microscopic frozen animals brought back to life after 24,000 years | Biology
Microscopic multicellular animals called bdelloid rotifers are known for their ability to survive extremely low temperatures. They would have survived 6 to 10 years when frozen between minus 20 and 0 degrees Celsius. Today, an international team of biologists has successfully revived bdelloid rotifers frozen in Siberian permafrost for 24,000 years.
In permanently frozen natural habitats, some organisms can be preserved for hundreds to tens of thousands of years.
For example, stalks of Antarctic moss have successfully regrown from a sample over a millennium old covered in ice for about 400 years.
Likewise, whole campion plants were regenerated from seed tissues preserved in a 32,000-year-old relict permafrost, and nematodes were resuscitated from the permafrost of two localities in northeastern Siberia, with sediment sources dating back more than 30,000 years.
“Our report is the strongest evidence to date that multicellular animals called bdelloid rotifers could withstand tens of thousands of years in cryptobiosis, the almost completely stopped metabolic state,” said researcher Dr. Stas Malavin. at the Institute of Physico-Chemistry and Biology. Problems in soil science.
Dr Malavin and his colleagues used radiocarbon dating to determine that the rotifers they recovered from Siberian permafrost were around 24,000 years old.
The microscopic animals belonged to the genus Adineta, and aligned with contemporary species Adineta vaga collected in Belgium.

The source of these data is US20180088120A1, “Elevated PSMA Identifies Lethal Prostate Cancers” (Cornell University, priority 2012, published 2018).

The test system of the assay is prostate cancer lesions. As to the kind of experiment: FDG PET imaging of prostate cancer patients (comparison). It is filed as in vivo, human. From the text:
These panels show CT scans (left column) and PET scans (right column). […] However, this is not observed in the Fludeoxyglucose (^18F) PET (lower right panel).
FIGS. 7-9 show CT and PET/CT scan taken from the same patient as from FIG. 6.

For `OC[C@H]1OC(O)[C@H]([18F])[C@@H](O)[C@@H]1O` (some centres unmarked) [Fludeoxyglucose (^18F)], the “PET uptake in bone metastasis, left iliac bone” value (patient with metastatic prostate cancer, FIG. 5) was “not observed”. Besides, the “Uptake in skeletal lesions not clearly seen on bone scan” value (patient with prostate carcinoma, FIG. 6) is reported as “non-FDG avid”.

Once thawed, the rotifers were able to reproduce in a clonal process called parthenogenesis.
To track the process of freezing and retrieving ancient creatures, researchers frozen and then thawed dozens of rotifers in the lab.
Studies have shown that rotifers can resist the formation of ice crystals that occurs during slow freezing.
This suggests that they have a mechanism to protect their cells and organs from damage at extremely low temperatures.
“The bottom line is that a multicellular organism can be frozen and stored as such for thousands of years and then come back to life – a dream of many writers of fiction,” said Dr Malavin.
“Of course, the more complex the organism, the more difficult it is to keep it alive frozen and, for mammals, this is not currently possible.”
“Yet to go from a single-celled organism to an organism with a gut and a brain, although microscopic, is a big step forward.”
“It’s not yet clear what it takes to survive on the ice for even a few years and if jumping to the thousands makes a big difference. This is a question that requires further study.
The team’s article appeared in the June 7, 2021 issue of the journal Current biology.
Lyubov Shmakova et al. 2021. A living bdelloid rotifer from a 24,000-year-old arctic permafrost. Current biology 31 (11): R712-R713; doi: 10.1016 / j.cub.2021.04.077